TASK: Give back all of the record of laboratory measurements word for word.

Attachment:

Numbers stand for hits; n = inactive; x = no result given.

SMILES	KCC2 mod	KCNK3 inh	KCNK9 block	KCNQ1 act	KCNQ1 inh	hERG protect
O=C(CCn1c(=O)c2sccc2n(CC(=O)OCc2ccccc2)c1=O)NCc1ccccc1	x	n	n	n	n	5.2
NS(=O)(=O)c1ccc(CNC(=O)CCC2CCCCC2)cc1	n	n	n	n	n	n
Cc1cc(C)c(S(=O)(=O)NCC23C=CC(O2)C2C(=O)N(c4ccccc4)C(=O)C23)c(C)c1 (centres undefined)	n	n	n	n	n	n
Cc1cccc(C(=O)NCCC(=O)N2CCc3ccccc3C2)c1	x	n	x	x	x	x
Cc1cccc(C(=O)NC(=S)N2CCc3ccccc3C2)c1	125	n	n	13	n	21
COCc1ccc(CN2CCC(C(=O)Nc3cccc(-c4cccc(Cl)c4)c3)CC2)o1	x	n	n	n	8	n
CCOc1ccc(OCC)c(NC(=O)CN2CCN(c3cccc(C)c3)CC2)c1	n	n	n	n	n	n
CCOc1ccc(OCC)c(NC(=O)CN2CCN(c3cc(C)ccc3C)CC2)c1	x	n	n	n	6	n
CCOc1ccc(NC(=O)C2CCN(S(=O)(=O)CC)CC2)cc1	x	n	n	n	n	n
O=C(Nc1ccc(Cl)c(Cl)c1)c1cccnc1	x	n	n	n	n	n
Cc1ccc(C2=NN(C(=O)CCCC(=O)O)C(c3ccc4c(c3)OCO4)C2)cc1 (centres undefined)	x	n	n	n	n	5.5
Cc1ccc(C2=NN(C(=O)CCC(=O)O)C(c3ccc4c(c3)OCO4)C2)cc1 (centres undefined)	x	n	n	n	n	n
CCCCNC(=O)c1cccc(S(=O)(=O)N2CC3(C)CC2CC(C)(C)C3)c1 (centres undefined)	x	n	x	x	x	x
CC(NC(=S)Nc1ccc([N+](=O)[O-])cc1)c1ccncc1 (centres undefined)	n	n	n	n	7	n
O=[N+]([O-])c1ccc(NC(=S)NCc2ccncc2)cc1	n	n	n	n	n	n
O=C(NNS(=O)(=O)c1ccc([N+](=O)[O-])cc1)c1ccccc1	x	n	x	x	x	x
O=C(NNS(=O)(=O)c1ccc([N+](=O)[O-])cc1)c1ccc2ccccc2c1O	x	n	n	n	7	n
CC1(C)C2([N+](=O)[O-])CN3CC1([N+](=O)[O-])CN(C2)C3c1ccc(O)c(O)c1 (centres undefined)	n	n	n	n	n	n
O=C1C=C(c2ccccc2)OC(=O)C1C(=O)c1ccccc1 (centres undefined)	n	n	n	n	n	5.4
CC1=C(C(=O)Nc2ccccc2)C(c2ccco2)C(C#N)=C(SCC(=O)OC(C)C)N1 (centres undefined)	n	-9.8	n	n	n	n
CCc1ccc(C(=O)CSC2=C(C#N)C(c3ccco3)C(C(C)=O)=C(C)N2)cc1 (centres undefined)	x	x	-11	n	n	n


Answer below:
Numbers stand for hits; n = inactive; x = no result given.

SMILES	KCC2 mod	KCNK3 inh	KCNK9 block	KCNQ1 act	KCNQ1 inh	hERG protect
O=C(CCn1c(=O)c2sccc2n(CC(=O)OCc2ccccc2)c1=O)NCc1ccccc1	x	n	n	n	n	5.2
NS(=O)(=O)c1ccc(CNC(=O)CCC2CCCCC2)cc1	n	n	n	n	n	n
Cc1cc(C)c(S(=O)(=O)NCC23C=CC(O2)C2C(=O)N(c4ccccc4)C(=O)C23)c(C)c1 (centres undefined)	n	n	n	n	n	n
Cc1cccc(C(=O)NCCC(=O)N2CCc3ccccc3C2)c1	x	n	x	x	x	x
Cc1cccc(C(=O)NC(=S)N2CCc3ccccc3C2)c1	125	n	n	13	n	21
COCc1ccc(CN2CCC(C(=O)Nc3cccc(-c4cccc(Cl)c4)c3)CC2)o1	x	n	n	n	8	n
CCOc1ccc(OCC)c(NC(=O)CN2CCN(c3cccc(C)c3)CC2)c1	n	n	n	n	n	n
CCOc1ccc(OCC)c(NC(=O)CN2CCN(c3cc(C)ccc3C)CC2)c1	x	n	n	n	6	n
CCOc1ccc(NC(=O)C2CCN(S(=O)(=O)CC)CC2)cc1	x	n	n	n	n	n
O=C(Nc1ccc(Cl)c(Cl)c1)c1cccnc1	x	n	n	n	n	n
Cc1ccc(C2=NN(C(=O)CCCC(=O)O)C(c3ccc4c(c3)OCO4)C2)cc1 (centres undefined)	x	n	n	n	n	5.5
Cc1ccc(C2=NN(C(=O)CCC(=O)O)C(c3ccc4c(c3)OCO4)C2)cc1 (centres undefined)	x	n	n	n	n	n
CCCCNC(=O)c1cccc(S(=O)(=O)N2CC3(C)CC2CC(C)(C)C3)c1 (centres undefined)	x	n	x	x	x	x
CC(NC(=S)Nc1ccc([N+](=O)[O-])cc1)c1ccncc1 (centres undefined)	n	n	n	n	7	n
O=[N+]([O-])c1ccc(NC(=S)NCc2ccncc2)cc1	n	n	n	n	n	n
O=C(NNS(=O)(=O)c1ccc([N+](=O)[O-])cc1)c1ccccc1	x	n	x	x	x	x
O=C(NNS(=O)(=O)c1ccc([N+](=O)[O-])cc1)c1ccc2ccccc2c1O	x	n	n	n	7	n
CC1(C)C2([N+](=O)[O-])CN3CC1([N+](=O)[O-])CN(C2)C3c1ccc(O)c(O)c1 (centres undefined)	n	n	n	n	n	n
O=C1C=C(c2ccccc2)OC(=O)C1C(=O)c1ccccc1 (centres undefined)	n	n	n	n	n	5.4
CC1=C(C(=O)Nc2ccccc2)C(c2ccco2)C(C#N)=C(SCC(=O)OC(C)C)N1 (centres undefined)	n	-9.8	n	n	n	n
CCc1ccc(C(=O)CSC2=C(C#N)C(c3ccco3)C(C(C)=O)=C(C)N2)cc1 (centres undefined)	x	x	-11	n	n	n